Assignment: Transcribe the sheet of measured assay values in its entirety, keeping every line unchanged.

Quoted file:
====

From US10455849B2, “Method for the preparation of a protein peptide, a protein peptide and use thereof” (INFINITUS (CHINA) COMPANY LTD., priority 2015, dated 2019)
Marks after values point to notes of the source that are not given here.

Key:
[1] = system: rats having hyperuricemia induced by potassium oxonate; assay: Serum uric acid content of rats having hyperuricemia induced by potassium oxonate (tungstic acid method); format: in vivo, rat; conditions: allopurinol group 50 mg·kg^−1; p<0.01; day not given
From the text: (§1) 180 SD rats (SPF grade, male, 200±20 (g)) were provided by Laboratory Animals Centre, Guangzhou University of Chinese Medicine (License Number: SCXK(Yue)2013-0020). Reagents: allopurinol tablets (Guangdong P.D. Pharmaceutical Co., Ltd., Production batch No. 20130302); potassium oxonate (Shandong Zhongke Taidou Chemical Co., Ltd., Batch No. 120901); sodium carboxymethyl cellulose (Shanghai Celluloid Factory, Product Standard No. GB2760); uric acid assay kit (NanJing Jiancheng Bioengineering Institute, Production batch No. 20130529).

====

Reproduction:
From US10455849B2, “Method for the preparation of a protein peptide, a protein peptide and use thereof” (INFINITUS (CHINA) COMPANY LTD., priority 2015, dated 2019)
Marks after values point to notes of the source that are not given here.

Key:
[1] = system: rats having hyperuricemia induced by potassium oxonate; assay: Serum uric acid content of rats having hyperuricemia induced by potassium oxonate (tungstic acid method); format: in vivo, rat; conditions: allopurinol group 50 mg·kg^−1; p<0.01; day not given
From the text: (§1) 180 SD rats (SPF grade, male, 200±20 (g)) were provided by Laboratory Animals Centre, Guangzhou University of Chinese Medicine (License Number: SCXK(Yue)2013-0020). Reagents: allopurinol tablets (Guangdong P.D. Pharmaceutical Co., Ltd., Production batch No. 20130302); potassium oxonate (Shandong Zhongke Taidou Chemical Co., Ltd., Batch No. 120901); sodium carboxymethyl cellulose (Shanghai Celluloid Factory, Product Standard No. GB2760); uric acid assay kit (NanJing Jiancheng Bioengineering Institute, Production batch No. 20130529).